Where your whisky comes from will have some impact on how it tastes. Of course, much depends also on the oak cask your malt matured in and is a massive influence on your dram. For example, sherry casks will give a malt an undeniably Christmas cakey, sweet spicy flavour and a rich amber liquid. Virgin oak casks will produce a lighter coloured spirit, and lean to vanilla, floral tones on the palate. Your distillery will have more information on the casks used and the flavours to expect, but in the meantime, below is a very rough and basic guide to Scotland’s whisky regions.
Speyside malts come from the most densely populated whisky region in the world. With rich valleys and many rivers and glens, these malts tend to fruit, honey, vanilla and nuts.
Highland malts can traverse the peaty smokes right through to the nutty honey cereal.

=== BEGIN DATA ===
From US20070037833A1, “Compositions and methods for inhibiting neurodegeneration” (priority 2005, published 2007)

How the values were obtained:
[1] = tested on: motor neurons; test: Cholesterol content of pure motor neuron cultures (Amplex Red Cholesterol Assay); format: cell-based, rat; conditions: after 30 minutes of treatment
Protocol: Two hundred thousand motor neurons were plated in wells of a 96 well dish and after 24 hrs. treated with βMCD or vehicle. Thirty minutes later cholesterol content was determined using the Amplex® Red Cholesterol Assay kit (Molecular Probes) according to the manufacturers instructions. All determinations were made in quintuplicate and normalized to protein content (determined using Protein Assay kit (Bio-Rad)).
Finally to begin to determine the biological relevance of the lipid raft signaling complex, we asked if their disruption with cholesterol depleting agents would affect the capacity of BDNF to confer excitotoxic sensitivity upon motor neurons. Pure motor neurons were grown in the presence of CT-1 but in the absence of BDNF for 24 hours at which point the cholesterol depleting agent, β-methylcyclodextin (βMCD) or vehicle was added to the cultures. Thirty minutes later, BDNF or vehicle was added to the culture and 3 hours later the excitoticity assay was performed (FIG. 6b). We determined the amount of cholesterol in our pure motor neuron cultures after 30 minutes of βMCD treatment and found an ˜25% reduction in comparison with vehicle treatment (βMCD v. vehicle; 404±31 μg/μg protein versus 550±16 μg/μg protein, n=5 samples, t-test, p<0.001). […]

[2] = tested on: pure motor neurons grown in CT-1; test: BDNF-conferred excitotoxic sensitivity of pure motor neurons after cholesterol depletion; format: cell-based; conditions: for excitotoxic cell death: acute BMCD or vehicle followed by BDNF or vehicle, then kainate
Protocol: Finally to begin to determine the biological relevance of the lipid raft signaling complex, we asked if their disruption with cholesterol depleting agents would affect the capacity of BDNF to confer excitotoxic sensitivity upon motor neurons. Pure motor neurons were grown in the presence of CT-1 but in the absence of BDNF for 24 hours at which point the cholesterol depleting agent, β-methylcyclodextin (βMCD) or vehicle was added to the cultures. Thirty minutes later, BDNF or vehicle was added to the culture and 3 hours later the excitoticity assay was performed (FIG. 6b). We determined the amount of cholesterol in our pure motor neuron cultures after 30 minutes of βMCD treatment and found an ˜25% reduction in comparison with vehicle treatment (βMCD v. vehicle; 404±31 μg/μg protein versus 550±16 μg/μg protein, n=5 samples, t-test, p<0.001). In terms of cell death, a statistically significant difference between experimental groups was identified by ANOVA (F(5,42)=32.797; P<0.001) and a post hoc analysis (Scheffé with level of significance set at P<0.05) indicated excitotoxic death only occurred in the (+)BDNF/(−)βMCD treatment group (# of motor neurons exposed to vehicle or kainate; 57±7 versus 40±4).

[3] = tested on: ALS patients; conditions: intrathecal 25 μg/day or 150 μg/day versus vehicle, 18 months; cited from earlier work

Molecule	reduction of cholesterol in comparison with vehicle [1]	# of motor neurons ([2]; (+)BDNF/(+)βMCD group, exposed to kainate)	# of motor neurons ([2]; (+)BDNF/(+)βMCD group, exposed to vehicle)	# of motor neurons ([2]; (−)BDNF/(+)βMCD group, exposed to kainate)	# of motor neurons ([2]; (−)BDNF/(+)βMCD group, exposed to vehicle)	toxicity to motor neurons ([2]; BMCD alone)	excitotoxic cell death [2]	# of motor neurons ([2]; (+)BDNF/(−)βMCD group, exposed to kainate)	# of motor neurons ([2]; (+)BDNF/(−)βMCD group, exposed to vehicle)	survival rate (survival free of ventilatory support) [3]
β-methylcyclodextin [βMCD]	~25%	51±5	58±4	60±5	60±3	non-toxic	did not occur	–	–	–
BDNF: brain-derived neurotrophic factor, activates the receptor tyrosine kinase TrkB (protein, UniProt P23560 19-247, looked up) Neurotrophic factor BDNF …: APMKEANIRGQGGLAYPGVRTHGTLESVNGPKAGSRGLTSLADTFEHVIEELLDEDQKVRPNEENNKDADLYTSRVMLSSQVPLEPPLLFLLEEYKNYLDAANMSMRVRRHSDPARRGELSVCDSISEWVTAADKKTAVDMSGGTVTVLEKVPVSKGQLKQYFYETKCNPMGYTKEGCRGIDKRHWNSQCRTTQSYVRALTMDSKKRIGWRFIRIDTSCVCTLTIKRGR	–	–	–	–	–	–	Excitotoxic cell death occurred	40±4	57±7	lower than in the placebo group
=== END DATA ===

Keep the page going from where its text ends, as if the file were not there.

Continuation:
Lowland malts tend to be lighter and floral, leaning towards delicate flavours of grass, cream, honeysuckle and toffee. If venturing tentatively into the wonderful world of malts, Lowlanders should be your first kiss.
Islay malts are the bruisers of the whisky world. Heavy peat and smoke, seaweed, oily medicinal and brine notes all come into play. To the uninitiated they can come across as aggressive and overpowering, but underneath there are complexities well worth training that palate for.
Island malts exhibit maritime, herbal and salty flavours. Peat and honey sweetness seems contradictory, but many Island malts can boast both qualities.
Campbeltown malts are both distinctive and varying – wool, smoke, fruit, toffee and vanilla flavours depending on where your distillery is at, and of course, the casks used.
Whisky Flavour Wheel
The best wheel we’ve seen so far for putting words to what you’re tasting!